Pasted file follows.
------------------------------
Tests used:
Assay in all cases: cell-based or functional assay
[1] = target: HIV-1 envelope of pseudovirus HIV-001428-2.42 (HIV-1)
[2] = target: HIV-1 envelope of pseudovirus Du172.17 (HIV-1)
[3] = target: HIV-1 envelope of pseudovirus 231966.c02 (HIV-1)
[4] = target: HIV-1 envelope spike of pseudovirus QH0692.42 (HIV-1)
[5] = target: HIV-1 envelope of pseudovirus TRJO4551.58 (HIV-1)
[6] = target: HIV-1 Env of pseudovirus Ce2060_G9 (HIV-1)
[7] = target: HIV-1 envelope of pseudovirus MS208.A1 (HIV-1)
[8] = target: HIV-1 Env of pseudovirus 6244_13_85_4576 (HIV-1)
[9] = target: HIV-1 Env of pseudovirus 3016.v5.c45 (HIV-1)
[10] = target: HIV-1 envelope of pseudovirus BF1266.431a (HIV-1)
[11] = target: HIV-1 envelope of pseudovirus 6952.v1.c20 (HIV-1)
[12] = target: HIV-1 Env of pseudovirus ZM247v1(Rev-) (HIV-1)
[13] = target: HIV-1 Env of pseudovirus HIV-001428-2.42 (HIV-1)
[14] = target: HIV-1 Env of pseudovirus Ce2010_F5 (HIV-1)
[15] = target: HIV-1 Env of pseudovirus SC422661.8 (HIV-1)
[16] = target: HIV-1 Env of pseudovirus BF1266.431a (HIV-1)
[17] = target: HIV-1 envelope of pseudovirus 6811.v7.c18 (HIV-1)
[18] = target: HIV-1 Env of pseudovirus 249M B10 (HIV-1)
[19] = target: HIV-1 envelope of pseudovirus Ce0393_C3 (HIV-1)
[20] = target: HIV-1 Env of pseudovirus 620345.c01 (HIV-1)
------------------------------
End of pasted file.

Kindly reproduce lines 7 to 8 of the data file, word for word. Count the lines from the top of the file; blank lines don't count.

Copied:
[5] = target: HIV-1 envelope of pseudovirus TRJO4551.58 (HIV-1)
[6] = target: HIV-1 Env of pseudovirus Ce2060_G9 (HIV-1)